I read a lot. I study the New York Times Book Review each week in search of books I might like. Goodreads sends me stuff once a month. I study book club lists. All in hopes of finding books to enjoy.
I’ve gotten picky. The words “war, violence, slavery, torture, suffering, strife” don’t compel me anymore. There was a time when I was drawn to that, but not now.
Instead, I look for kinder, gentler stories. Stories that I can climb into and yes, that clichéd word, “identify” with. I like that.
Henry James said many years ago: “The purpose of a novel is to help the heart of a man to know itself.” That’s what I’m looking for.
For some reason, at least for me, Swedish and British mysteries fall into that category. I think it’s because the protagonist is almost always a pensive, brooding, thoughtful person who is trying to figure out his/her own heart.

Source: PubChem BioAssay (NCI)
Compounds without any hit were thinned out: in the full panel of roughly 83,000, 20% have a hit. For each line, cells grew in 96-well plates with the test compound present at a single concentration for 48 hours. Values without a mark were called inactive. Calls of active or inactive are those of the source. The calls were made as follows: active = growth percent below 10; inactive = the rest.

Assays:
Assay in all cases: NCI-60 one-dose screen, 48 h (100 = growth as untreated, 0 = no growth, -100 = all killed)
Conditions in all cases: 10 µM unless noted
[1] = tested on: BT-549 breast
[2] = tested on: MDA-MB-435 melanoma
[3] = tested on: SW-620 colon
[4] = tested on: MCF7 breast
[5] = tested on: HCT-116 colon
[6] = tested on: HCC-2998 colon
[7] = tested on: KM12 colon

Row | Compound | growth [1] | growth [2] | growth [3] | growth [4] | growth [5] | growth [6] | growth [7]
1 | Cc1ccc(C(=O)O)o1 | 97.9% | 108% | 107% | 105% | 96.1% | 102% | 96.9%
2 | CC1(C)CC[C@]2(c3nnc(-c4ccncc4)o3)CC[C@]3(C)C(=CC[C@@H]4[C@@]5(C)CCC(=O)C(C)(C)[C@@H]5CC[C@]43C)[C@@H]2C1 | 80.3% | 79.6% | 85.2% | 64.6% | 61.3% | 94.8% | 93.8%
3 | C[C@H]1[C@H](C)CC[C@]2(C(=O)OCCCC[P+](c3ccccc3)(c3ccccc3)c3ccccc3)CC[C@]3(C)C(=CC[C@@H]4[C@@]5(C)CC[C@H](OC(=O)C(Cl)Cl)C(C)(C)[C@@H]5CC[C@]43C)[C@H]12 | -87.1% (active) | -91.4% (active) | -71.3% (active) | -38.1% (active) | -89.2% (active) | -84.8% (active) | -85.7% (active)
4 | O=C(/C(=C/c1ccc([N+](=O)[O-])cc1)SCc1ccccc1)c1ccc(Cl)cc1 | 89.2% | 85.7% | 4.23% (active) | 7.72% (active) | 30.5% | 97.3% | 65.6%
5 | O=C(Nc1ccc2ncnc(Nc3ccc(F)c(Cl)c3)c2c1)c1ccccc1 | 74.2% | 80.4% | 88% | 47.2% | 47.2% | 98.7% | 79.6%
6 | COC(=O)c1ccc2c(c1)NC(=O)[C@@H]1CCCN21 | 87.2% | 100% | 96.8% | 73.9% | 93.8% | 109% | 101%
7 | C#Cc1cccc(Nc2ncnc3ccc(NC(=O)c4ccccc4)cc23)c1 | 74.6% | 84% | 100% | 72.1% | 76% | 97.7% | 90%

He or she is usually smart. I admire that.
He or she is usually a loner. I get that.
Sure, there’s a murder or two but they’re just props. Tools for the characters to develop and act accordingly.
In the process of solving the crime, the detective finds his family among his co-workers and friends. Each has a role and they form the whole to solve the mystery. They are independent and interdependent. They are the sum of their parts.
I like to figure out where I might fit in. Where I could help. I try to climb into the heads of those who are part of the group and wonder why and how they think that way.
In the process, they let me discover something about my own heart. Just like Mr. James said they would.